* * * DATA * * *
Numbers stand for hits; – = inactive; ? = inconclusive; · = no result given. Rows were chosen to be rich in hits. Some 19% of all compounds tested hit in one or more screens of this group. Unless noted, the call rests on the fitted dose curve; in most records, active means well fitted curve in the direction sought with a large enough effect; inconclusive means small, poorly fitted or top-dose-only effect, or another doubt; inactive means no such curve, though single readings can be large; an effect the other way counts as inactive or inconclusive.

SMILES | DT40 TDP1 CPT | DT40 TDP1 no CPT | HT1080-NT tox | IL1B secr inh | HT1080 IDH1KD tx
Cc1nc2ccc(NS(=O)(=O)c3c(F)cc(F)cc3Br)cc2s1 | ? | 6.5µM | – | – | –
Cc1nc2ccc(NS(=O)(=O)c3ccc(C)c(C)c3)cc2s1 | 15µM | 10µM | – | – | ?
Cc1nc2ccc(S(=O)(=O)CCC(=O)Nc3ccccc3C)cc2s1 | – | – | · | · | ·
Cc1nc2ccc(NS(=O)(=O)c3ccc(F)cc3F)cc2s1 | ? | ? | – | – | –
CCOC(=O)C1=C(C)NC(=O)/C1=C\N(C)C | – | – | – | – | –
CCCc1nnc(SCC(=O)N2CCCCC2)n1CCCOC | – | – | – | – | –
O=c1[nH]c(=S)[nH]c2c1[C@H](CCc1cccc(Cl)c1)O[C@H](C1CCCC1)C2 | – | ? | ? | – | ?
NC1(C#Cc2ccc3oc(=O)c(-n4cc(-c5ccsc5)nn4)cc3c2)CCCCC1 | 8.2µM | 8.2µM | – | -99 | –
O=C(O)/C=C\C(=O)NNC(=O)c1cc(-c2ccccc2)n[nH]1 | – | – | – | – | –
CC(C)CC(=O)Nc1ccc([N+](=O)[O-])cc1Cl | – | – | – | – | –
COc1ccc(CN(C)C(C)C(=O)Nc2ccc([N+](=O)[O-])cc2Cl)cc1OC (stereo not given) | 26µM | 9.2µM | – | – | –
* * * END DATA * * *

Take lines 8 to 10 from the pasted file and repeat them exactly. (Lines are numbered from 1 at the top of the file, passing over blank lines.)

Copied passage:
CCCc1nnc(SCC(=O)N2CCCCC2)n1CCCOC | – | – | – | – | –
O=c1[nH]c(=S)[nH]c2c1[C@H](CCc1cccc(Cl)c1)O[C@H](C1CCCC1)C2 | – | ? | ? | – | ?
NC1(C#Cc2ccc3oc(=O)c(-n4cc(-c5ccsc5)nn4)cc3c2)CCCCC1 | 8.2µM | 8.2µM | – | -99 | –